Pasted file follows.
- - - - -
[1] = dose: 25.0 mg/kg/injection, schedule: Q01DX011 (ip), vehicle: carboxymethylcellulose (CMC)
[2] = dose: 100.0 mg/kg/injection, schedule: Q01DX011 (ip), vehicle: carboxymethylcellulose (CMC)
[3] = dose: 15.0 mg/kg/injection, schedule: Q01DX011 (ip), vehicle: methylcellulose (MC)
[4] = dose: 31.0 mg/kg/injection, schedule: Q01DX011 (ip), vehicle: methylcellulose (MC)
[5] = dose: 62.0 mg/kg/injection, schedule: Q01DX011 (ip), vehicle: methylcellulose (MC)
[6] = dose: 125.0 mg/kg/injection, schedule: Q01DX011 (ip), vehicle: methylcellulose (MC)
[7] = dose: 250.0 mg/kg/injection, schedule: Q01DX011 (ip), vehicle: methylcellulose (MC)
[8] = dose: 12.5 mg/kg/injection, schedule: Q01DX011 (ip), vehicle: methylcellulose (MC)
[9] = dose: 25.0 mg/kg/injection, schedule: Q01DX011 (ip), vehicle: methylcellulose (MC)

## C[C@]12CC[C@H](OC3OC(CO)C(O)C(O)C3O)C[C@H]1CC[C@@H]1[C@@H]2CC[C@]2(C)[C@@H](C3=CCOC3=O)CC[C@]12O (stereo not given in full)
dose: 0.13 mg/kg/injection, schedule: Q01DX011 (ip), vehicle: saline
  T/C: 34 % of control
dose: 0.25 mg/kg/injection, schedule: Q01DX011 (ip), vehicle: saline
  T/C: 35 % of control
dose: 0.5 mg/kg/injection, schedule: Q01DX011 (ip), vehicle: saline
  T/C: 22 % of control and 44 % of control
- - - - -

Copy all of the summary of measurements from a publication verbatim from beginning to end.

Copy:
[1] = dose: 25.0 mg/kg/injection, schedule: Q01DX011 (ip), vehicle: carboxymethylcellulose (CMC)
[2] = dose: 100.0 mg/kg/injection, schedule: Q01DX011 (ip), vehicle: carboxymethylcellulose (CMC)
[3] = dose: 15.0 mg/kg/injection, schedule: Q01DX011 (ip), vehicle: methylcellulose (MC)
[4] = dose: 31.0 mg/kg/injection, schedule: Q01DX011 (ip), vehicle: methylcellulose (MC)
[5] = dose: 62.0 mg/kg/injection, schedule: Q01DX011 (ip), vehicle: methylcellulose (MC)
[6] = dose: 125.0 mg/kg/injection, schedule: Q01DX011 (ip), vehicle: methylcellulose (MC)
[7] = dose: 250.0 mg/kg/injection, schedule: Q01DX011 (ip), vehicle: methylcellulose (MC)
[8] = dose: 12.5 mg/kg/injection, schedule: Q01DX011 (ip), vehicle: methylcellulose (MC)
[9] = dose: 25.0 mg/kg/injection, schedule: Q01DX011 (ip), vehicle: methylcellulose (MC)

## C[C@]12CC[C@H](OC3OC(CO)C(O)C(O)C3O)C[C@H]1CC[C@@H]1[C@@H]2CC[C@]2(C)[C@@H](C3=CCOC3=O)CC[C@]12O (stereo not given in full)
dose: 0.13 mg/kg/injection, schedule: Q01DX011 (ip), vehicle: saline
  T/C: 34 % of control
dose: 0.25 mg/kg/injection, schedule: Q01DX011 (ip), vehicle: saline
  T/C: 35 % of control
dose: 0.5 mg/kg/injection, schedule: Q01DX011 (ip), vehicle: saline
  T/C: 22 % of control and 44 % of control